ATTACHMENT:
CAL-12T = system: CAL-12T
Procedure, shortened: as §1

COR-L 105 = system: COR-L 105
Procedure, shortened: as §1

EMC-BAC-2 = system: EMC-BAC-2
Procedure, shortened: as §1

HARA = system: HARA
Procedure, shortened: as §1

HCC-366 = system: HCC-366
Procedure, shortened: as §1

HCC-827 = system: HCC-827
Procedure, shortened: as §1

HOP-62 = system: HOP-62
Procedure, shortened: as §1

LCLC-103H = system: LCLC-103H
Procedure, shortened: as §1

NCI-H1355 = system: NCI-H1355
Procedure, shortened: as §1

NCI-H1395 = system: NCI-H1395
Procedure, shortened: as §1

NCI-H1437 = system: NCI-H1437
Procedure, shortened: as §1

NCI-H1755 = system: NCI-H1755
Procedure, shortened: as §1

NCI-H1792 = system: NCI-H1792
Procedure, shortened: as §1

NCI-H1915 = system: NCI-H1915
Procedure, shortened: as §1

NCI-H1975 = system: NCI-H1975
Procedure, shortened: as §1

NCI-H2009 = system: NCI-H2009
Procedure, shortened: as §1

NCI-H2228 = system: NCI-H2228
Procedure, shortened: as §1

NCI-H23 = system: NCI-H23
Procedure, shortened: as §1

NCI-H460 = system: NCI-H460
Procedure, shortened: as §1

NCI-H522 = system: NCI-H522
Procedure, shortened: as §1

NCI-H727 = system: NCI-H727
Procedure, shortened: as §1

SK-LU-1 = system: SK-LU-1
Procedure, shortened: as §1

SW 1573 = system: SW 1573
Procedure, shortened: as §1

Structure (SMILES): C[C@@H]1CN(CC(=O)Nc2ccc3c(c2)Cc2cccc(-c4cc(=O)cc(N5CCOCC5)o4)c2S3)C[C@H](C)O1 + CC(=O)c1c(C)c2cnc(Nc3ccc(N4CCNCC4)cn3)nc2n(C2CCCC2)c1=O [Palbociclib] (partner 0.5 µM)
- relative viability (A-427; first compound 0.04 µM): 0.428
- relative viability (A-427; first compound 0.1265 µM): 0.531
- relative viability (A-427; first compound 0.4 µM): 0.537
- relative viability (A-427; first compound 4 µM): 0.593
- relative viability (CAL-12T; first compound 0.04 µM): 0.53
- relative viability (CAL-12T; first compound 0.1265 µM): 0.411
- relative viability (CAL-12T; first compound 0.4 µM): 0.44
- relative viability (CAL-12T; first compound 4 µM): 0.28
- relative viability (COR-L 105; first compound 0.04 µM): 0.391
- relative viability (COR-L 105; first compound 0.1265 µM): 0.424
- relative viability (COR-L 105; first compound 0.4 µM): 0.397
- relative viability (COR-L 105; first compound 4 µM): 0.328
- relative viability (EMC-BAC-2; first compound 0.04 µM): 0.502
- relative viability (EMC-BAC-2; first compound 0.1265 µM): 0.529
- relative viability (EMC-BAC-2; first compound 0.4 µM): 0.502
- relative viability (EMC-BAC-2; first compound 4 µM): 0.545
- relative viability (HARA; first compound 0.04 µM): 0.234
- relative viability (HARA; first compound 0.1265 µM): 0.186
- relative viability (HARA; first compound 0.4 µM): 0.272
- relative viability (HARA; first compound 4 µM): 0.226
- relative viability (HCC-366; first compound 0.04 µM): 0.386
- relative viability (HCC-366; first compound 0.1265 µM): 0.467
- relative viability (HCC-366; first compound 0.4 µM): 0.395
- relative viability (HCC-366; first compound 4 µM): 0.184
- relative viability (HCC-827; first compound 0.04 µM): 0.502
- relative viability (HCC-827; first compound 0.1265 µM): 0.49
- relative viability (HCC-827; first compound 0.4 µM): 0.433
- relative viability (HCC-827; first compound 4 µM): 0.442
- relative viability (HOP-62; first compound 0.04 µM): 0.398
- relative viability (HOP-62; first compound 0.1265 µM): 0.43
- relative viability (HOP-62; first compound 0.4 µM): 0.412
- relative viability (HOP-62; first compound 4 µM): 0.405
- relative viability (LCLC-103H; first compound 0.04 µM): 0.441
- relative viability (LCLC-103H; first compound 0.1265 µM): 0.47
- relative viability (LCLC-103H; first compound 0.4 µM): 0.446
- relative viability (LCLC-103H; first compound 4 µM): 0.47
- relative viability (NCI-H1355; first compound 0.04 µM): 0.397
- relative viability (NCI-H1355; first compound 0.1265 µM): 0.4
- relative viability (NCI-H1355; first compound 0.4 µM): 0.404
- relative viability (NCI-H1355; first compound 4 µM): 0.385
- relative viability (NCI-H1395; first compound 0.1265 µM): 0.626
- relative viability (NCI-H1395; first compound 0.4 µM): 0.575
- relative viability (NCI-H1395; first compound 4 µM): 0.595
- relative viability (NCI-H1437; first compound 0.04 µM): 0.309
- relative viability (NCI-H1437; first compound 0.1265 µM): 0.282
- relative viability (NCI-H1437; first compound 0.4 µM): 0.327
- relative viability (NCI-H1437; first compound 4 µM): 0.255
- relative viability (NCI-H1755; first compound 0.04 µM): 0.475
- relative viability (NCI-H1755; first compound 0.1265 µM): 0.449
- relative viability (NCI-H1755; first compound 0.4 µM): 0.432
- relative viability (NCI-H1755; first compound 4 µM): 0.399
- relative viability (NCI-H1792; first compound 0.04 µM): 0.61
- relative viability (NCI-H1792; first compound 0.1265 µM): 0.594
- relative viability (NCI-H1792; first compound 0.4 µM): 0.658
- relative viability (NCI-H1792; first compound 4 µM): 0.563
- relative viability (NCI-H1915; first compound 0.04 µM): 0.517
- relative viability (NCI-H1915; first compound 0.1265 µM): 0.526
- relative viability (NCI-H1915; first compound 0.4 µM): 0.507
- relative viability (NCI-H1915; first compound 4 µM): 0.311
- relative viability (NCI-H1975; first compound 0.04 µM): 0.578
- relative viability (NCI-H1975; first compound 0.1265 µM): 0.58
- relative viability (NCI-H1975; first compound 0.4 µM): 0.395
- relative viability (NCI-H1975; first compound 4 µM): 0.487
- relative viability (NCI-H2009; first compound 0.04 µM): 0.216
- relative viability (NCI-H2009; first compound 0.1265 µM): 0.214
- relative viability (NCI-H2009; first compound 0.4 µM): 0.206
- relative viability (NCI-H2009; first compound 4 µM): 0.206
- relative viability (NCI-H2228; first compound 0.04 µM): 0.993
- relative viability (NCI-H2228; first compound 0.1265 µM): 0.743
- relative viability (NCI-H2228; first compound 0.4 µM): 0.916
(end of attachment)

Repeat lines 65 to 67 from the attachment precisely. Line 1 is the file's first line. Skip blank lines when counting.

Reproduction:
- relative viability (HARA; first compound 0.1265 µM): 0.186
- relative viability (HARA; first compound 0.4 µM): 0.272
- relative viability (HARA; first compound 4 µM): 0.226